That is pretty simple, we think! So, given you’ve downloaded and installed the latest version of the application server, create a folder examples/WEB-INF/classes/AppserverIo/Example/Servlets under the webapps folder of your installation. In the folder, create a new file named HelloWorldServlet.php, copy the code from above and save it. After restarting the application server, open the URL http://127.0.0.1:9080/examples/helloWorld.do in your favorite browser. You should see the text Hello World. Congratulations, you have written your first servlet!

Simplicity is one of our main targets, because we want you to write your applications with a minimum of configuration, actually NULL. So to start write an application that perfectly works in the application server, you only have to download and install it, create some folders and write your code!

Bootstrapping a Servlet


As described before, bootstrapping a framework with every request is a very expensive procedure if have be done again and again. Using an application server with a Servlet-Engine can be a great help here. Beside the fact, that parsing configuration like the @Route annotation, will be done only once when the application server starts, You additionally have the possiblity to do all that expensive stuff in an ìnit() method that’ll be invoked by the application server when the servlet is instanciated and initialized at startup. Let’s extend our previous example

<?php

namespace AppserverIo\Example\Servlets;

use AppserverIo\Psr\Servlet\ServletConfigInterface;
use AppserverIo\Psr\Servlet\Http\HttpServlet;
use AppserverIo\Psr\Servlet\Http\HttpServletRequestInterface;
use AppserverIo\Psr\Servlet\Http\HttpServletResponseInterface;

/**
 * This is the famous 'Hello World' as servlet implementation.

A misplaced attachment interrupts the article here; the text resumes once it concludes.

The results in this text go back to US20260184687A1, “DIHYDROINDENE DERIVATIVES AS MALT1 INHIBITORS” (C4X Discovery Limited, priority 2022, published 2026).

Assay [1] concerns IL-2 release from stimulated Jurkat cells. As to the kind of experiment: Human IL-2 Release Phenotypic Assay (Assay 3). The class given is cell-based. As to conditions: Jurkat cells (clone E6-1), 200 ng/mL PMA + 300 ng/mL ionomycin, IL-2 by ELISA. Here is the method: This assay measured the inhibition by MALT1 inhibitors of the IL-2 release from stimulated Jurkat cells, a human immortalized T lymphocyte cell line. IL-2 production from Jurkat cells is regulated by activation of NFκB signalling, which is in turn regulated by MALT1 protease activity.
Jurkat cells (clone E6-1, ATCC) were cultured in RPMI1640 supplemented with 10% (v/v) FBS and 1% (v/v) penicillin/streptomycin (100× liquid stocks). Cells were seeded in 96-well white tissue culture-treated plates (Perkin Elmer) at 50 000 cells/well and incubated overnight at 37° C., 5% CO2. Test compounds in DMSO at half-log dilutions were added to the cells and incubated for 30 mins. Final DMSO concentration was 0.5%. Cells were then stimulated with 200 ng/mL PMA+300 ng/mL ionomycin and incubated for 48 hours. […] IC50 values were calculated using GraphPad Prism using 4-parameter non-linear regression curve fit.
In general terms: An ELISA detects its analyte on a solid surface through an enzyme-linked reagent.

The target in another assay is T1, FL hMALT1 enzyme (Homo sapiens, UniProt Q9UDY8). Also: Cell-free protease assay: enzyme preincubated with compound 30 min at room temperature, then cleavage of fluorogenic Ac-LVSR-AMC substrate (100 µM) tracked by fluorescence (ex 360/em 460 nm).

*
 * @Route(name="helloWorld", urlPattern={"/helloWorld.do", "/helloWorld.do*"})
 */
class HelloWorldServlet extends HttpServlet
{

  /**
   * Resources parsed from a INI file.
   *
   * @var array
   */
  protected $resources;

  /**
   * Initializes the servlet with the passed configuration.
   *
   * @param \AppserverIo\Psr\Servlet\ServletConfigInterface $config
   *   The configuration to initialize the servlet with
   *
   * @return void
   */
  public function init(ServletConfigInterface $config)
  {

    // call parent method
    parent::init($config);

    // parse the application resources from an INI file
    $this->resources = parse_ini_file(
      $config->getWebappPath() . '/WEB-INF/resources.ini'
    );
  }

  /**
   * Handles a HTTP GET request.
   *
   * @param \AppserverIo\Psr\Servlet\Http\HttpServletRequestInterface
   *   $servletRequest The request instance
   * @param \AppserverIo\Psr\Servlet\Http\HttpServletResponseInterface
   *   $servletResponse The response instance
   *
   * @return void
   * @see \AppserverIo\Psr\Servlet\Http\HttpServlet::doGet()
   */
  public function doGet(
    HttpServletRequestInterface $servletRequest,
    HttpServletResponseInterface $servletResponse
  ) {
    $servletResponse->appendBodyStream($this->resources['hello-world.en_US.key']);
  }
}

We’ve extended the example by reading the translated Hello World! from a resource file, when the application server starts. When we handle the request later, we only need to resolve the translation from the array with the resources by its key.

You can get major performance improvements, letting the application server do CPU expensive functionality during startup. Keep in mind, that you get a copy of the servlet when the doGet() method is invoked. Therefor it doesn’t make sense to write data to members there, because it’ll be not available in the next request!

Passing data from configuration


In some cases, it’ll be necessary, that you need to pass data to the init() method, e. g. configuration values. You can also do this with the @Route annotation. So imagine, we want to make the path to the file with the resources configurable.

<?php

namespace AppserverIo\Example\Servlets;

use AppserverIo\Psr\Servlet\ServletConfigInterface;
use AppserverIo\Psr\Servlet\Http\HttpServlet;
use AppserverIo\Psr\Servlet\Http\HttpServletRequestInterface;
use AppserverIo\Psr\Servlet\Http\HttpServletResponseInterface;

/**
 * This is the famous 'Hello World' as servlet implementation.
 *
 * @Route(name="helloWorld",
 *        urlPattern={"/helloWorld.do", "/helloWorld.do*"}
 *        initParams={"resourceFile", "WEB-INF/resources.ini"})
 */
class HelloWorldServlet extends HttpServlet
{

  /**
   * Resources parsed from a INI file.
   *